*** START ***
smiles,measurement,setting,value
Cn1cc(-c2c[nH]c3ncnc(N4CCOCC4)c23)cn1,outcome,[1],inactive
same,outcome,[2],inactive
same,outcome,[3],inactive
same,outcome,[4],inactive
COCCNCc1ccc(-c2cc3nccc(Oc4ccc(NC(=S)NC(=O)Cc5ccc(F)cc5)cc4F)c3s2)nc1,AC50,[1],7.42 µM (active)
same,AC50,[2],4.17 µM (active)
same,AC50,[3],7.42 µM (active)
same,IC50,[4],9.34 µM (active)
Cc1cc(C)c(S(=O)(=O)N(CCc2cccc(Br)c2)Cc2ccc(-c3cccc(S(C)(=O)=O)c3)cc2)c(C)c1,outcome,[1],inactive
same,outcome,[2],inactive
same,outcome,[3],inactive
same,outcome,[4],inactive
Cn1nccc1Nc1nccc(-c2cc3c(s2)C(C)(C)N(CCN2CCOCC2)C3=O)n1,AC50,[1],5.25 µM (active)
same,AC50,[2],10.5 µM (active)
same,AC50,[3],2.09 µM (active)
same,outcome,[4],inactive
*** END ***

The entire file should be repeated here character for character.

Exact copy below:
smiles,measurement,setting,value
Cn1cc(-c2c[nH]c3ncnc(N4CCOCC4)c23)cn1,outcome,[1],inactive
same,outcome,[2],inactive
same,outcome,[3],inactive
same,outcome,[4],inactive
COCCNCc1ccc(-c2cc3nccc(Oc4ccc(NC(=S)NC(=O)Cc5ccc(F)cc5)cc4F)c3s2)nc1,AC50,[1],7.42 µM (active)
same,AC50,[2],4.17 µM (active)
same,AC50,[3],7.42 µM (active)
same,IC50,[4],9.34 µM (active)
Cc1cc(C)c(S(=O)(=O)N(CCc2cccc(Br)c2)Cc2ccc(-c3cccc(S(C)(=O)=O)c3)cc2)c(C)c1,outcome,[1],inactive
same,outcome,[2],inactive
same,outcome,[3],inactive
same,outcome,[4],inactive
Cn1nccc1Nc1nccc(-c2cc3c(s2)C(C)(C)N(CCN2CCOCC2)C3=O)n1,AC50,[1],5.25 µM (active)
same,AC50,[2],10.5 µM (active)
same,AC50,[3],2.09 µM (active)
same,outcome,[4],inactive